Do you get the sense that they feel neglected, and forgotten?
Linda Ellerbee: I think they do. If you ask them, they would say, “Well all the media was here for a few months after the earthquake happened. Where are they now?” The spotlight on Haiti has disappeared which is why we wanted to do this story a year later – to go back – let us have a reality check.
What is the message to American kids?
Linda Ellerbee: What we want American kids to pick up from this show -is that the world is so much smaller than you think, and Haiti could be us (the United States). We the world cannot afford to let Haiti get lost in the rear view mirror.
How far is Haiti from being lost to the world?
Linda Ellerbee: They are very close to being lost. They got a lot of attention when the earthquake hit and there are still Angels working in hell there. I don’t mean there is nobody trying to help, but the world goes on. The world moves on, and the next big story takes over, and we forget about Haiti.
Our shows are for kids, but truthfully, they are also for adults. What we would like people to do is to watch our show and get involved, make a donation, and to continue to talk about Haiti. There are all kind of collection agencies – they need school materials, paper, pencils, crayons – the basic stuff that we that we have in abundance.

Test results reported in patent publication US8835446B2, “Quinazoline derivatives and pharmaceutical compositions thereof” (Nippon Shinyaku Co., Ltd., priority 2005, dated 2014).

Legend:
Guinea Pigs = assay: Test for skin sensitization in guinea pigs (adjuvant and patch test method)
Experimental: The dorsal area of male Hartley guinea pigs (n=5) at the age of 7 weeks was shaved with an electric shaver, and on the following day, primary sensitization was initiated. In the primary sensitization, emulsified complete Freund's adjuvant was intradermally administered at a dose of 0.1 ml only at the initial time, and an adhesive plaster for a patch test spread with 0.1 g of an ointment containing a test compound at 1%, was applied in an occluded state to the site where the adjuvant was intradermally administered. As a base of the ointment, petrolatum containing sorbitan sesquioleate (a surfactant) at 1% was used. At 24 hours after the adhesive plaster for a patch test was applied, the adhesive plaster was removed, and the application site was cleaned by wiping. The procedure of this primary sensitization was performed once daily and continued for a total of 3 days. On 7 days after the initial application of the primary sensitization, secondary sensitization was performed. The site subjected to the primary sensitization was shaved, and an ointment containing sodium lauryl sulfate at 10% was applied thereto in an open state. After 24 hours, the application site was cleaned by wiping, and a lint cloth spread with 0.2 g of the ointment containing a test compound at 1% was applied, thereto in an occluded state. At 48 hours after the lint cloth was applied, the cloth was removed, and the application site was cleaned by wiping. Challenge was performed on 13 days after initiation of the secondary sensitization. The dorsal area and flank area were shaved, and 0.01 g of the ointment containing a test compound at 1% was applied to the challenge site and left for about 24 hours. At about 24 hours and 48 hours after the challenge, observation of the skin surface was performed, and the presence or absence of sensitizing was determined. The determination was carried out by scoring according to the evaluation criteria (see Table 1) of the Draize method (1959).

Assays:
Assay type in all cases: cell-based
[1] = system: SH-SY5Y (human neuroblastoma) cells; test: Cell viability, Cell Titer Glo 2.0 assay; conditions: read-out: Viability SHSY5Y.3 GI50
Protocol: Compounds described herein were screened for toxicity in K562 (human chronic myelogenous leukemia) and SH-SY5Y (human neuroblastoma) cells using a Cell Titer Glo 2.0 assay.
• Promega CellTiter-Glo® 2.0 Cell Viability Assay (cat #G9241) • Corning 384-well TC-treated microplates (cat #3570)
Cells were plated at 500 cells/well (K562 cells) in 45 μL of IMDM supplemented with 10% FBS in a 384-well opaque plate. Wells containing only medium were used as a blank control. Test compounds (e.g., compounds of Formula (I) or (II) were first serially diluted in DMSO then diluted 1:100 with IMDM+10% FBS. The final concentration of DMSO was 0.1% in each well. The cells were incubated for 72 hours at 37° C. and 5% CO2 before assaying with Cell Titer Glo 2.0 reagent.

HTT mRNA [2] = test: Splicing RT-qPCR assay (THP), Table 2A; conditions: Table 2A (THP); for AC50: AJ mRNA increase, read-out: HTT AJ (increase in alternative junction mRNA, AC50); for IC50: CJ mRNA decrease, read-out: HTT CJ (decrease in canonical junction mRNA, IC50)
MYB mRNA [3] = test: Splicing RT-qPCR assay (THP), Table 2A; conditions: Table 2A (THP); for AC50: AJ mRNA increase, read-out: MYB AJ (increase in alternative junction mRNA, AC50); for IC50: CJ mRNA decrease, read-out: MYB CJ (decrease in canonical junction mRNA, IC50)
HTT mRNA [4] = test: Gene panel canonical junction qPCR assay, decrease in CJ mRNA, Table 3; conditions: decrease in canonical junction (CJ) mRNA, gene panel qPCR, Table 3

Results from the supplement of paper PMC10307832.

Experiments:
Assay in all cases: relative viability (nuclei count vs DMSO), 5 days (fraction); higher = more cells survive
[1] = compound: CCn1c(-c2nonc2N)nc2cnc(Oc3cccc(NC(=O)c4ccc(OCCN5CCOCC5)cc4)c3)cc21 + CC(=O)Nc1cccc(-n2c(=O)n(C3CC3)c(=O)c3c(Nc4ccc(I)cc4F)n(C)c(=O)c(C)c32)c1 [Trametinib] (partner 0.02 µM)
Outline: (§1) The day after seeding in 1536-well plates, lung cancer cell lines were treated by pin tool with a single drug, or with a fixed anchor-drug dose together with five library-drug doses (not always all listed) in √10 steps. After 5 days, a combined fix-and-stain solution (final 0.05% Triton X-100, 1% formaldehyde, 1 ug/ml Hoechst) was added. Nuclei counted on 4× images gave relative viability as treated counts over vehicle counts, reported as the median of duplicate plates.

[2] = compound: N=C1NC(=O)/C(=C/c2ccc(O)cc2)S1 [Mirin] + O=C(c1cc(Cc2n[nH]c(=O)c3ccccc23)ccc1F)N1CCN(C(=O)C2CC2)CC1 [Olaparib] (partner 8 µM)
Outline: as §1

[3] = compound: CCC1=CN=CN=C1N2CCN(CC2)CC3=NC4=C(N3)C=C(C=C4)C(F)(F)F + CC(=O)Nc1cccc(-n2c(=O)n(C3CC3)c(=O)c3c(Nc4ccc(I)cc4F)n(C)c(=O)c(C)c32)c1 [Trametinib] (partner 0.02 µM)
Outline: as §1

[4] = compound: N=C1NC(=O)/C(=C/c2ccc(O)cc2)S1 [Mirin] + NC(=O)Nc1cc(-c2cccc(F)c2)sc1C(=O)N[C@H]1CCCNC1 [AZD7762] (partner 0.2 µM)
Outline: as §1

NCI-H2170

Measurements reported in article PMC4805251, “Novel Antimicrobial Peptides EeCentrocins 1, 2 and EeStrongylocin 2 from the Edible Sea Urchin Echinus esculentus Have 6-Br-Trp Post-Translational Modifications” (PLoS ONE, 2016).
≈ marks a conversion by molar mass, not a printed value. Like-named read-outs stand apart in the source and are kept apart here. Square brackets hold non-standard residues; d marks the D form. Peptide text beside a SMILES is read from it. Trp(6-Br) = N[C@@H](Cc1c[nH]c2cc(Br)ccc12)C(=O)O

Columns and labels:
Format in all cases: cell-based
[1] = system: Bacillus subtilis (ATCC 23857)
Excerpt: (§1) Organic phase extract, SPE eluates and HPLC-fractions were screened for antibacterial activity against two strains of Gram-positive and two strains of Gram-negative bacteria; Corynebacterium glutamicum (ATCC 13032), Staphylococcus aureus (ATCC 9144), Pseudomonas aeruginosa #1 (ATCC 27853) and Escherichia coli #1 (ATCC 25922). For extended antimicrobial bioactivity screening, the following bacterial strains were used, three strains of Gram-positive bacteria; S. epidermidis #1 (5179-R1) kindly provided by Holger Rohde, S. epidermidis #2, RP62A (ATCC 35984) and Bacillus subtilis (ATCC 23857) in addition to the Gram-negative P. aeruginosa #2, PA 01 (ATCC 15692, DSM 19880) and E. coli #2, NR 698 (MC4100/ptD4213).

In the special, you talked about the use of repurposed shipping containers that are used to make schools…
Linda Ellerbee: That is the most fascinating story. Just imagine, you are standing there looking at this devastated place – and what can you do with anything you got? There were these containers that were used to transport supplies, some smart person made schools out of the containers – we can make buildings out of these. Talk about a real case of making lemonade out of a lemon.
What is your approach in telling the story of Haiti to your Nick audience?
Linda Ellerbee: If you don’t say to 9 year olds, you are a part of this world; this world is a part of you, when are they going to start learning it? They are a part of this world, what happens in Haiti affects them, and what happens in the U.S. affects them.
We can no longer pretend that we are all little islands. We have to understand that children already know this because of the internet, so in effect we are putting faces that don’t have to do with facebook. These are faces you do not see on Facebook. God forbid that kids should grow up today thinking that every kid in the world looks like somebody who could afford a laptop or computer, and to be on Facebook.
How will they recover?
Linda Ellerbee: I think their recovery is slow and long. It is the kindest thing I can say….that does not even begin to address the politics.
What can we do to help?
Linda Ellerbee: There are any number of non-government organizations that do really good work there. There are things that we can do and should do – the thing that we can most do is not let it die – talk about it. The next time you are at a dinner party say, “Do you know what is going on in Haiti?” Or the next time you are with a group of kids say, “Do you know what happen to Haiti?”
“What we can do is not let Haiti disappear in our rear view mirror.”